**Editor's Note: Please click here for a recap of the biggest channel-impacting mergers in Q4 2013.**
China-based computer maker Lenovo is buying IBM's low-end, x86 server business for $2.3 billion, according to Reuters.
The deal has been a long time coming; it materialized about a decade after Lenovo snapped up IBM's ThinkPad unit, which was losing money. That purchase helped make Lenovo take the top spot in 2012 among computer manufacturers.
The x86 announcement comes as IBM struggled to make money from the servers, and as it works to become a software and services vendor. At the same time, IBM will get to continue selling the x86 servers.
"IBM does not have the scale to be a low-cost producer," said Jack Gold, principal analyst of J.Gold Associates. "Volumes are not great enough. Further, IBM’s cost of business and overhead give it a disadvantage in the market against Dell, Lenovo, HP, etc. Finally, lower-end servers is not a strategic product line given all the growth areas IBM wants to concentrate on."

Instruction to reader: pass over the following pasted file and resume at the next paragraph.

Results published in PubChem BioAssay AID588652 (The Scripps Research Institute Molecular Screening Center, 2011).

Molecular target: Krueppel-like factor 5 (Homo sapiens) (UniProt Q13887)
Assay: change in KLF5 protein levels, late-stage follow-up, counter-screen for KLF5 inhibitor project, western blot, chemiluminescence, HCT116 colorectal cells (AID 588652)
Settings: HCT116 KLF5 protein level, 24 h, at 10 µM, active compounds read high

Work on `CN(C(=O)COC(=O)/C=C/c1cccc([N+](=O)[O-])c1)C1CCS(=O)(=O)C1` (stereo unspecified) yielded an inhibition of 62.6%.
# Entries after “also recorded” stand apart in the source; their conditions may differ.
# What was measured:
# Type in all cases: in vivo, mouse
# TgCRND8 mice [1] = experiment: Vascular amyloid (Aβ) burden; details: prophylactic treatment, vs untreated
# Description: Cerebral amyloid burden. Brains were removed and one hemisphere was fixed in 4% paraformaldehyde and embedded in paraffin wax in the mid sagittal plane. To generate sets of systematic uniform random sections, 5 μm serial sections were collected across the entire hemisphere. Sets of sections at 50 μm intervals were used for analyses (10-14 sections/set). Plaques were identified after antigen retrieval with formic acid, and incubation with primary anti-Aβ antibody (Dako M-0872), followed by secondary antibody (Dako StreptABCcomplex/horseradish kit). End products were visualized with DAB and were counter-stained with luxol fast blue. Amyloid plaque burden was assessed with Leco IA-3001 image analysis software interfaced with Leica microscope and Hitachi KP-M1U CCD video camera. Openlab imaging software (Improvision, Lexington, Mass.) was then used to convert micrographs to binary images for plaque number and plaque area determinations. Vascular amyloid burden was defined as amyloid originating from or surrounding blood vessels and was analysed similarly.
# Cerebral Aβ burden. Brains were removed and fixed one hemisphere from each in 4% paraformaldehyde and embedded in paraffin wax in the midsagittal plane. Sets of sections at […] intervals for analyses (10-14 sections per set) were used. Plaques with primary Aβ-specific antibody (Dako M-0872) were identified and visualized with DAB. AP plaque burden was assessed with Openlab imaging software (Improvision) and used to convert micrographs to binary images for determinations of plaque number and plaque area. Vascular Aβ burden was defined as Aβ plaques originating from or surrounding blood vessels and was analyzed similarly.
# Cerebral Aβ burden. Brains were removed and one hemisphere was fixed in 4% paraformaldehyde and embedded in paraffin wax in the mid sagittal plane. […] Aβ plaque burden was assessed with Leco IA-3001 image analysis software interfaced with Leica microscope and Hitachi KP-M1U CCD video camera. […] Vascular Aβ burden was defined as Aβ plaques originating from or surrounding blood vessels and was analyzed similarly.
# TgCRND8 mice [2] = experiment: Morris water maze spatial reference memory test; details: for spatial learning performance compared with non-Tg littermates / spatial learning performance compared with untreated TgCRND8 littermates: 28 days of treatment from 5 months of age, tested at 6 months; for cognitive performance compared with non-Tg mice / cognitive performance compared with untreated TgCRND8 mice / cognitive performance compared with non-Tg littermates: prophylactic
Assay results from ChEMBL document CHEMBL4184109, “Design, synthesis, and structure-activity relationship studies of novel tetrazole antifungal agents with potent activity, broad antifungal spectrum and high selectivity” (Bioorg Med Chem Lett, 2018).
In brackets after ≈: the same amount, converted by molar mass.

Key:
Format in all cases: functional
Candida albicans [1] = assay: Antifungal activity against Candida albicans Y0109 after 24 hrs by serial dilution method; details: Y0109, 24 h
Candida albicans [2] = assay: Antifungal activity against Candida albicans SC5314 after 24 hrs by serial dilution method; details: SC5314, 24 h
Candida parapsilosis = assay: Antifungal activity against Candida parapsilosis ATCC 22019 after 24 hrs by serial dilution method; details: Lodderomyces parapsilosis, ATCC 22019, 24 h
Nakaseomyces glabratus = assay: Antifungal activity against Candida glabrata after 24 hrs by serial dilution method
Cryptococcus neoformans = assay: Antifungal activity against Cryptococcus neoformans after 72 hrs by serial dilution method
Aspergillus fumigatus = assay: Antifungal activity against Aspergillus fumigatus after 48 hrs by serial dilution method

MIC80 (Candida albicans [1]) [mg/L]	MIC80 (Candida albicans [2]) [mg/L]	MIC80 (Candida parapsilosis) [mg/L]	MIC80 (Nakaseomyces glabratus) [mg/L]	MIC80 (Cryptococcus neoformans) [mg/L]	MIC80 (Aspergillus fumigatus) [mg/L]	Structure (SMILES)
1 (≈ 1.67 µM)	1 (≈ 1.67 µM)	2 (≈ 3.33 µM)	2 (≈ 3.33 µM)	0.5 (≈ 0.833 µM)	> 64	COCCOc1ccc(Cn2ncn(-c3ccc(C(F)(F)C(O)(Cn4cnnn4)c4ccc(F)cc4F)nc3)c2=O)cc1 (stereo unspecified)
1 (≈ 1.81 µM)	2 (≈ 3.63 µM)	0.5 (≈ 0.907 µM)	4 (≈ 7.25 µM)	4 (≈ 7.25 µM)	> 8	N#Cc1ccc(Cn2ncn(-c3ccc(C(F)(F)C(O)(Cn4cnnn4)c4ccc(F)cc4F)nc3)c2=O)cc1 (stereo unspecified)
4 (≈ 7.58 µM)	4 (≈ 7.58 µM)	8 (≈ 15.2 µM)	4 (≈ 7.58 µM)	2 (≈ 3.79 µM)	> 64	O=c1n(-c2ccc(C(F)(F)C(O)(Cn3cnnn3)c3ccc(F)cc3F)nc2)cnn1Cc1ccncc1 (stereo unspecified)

Lenovo expects the x86 acquisition to give it new customers, greater scale and the ability to sell add-on services.
"This is win-win as IBM gets to unload the overhead associated with having a manufacturing line, and Lenovo gets the IBM channel to sell through," Gold said. "And Lenovo also gets the IBM service organization engaged in making the servers successful in the enterprise. Lenovo also has its eye on its currently biggest competitor – HP (with Dell not far behind), and this acquisition gives them a greater breadth of products (and an IBM endorsement) with which to compete."